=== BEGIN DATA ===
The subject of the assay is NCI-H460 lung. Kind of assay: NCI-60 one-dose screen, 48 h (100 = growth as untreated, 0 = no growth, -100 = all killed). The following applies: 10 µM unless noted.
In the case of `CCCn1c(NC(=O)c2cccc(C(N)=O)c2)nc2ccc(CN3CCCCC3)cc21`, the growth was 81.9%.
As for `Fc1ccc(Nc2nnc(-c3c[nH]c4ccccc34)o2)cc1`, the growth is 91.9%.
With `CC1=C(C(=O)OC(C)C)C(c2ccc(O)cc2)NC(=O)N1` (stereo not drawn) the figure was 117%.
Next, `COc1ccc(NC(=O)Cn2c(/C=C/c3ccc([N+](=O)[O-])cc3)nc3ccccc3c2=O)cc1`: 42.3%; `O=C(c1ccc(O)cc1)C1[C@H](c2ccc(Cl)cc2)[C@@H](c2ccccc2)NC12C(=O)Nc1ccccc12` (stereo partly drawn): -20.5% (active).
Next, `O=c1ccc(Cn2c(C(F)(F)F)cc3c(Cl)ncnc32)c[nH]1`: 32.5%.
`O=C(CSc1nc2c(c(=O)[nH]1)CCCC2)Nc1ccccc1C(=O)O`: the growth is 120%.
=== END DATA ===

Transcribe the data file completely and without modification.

The subject of the assay is NCI-H460 lung. Kind of assay: NCI-60 one-dose screen, 48 h (100 = growth as untreated, 0 = no growth, -100 = all killed). The following applies: 10 µM unless noted.
In the case of `CCCn1c(NC(=O)c2cccc(C(N)=O)c2)nc2ccc(CN3CCCCC3)cc21`, the growth was 81.9%.
As for `Fc1ccc(Nc2nnc(-c3c[nH]c4ccccc34)o2)cc1`, the growth is 91.9%.
With `CC1=C(C(=O)OC(C)C)C(c2ccc(O)cc2)NC(=O)N1` (stereo not drawn) the figure was 117%.
Next, `COc1ccc(NC(=O)Cn2c(/C=C/c3ccc([N+](=O)[O-])cc3)nc3ccccc3c2=O)cc1`: 42.3%; `O=C(c1ccc(O)cc1)C1[C@H](c2ccc(Cl)cc2)[C@@H](c2ccccc2)NC12C(=O)Nc1ccccc12` (stereo partly drawn): -20.5% (active).
Next, `O=c1ccc(Cn2c(C(F)(F)F)cc3c(Cl)ncnc32)c[nH]1`: 32.5%.
`O=C(CSc1nc2c(c(=O)[nH]1)CCCC2)Nc1ccccc1C(=O)O`: the growth is 120%.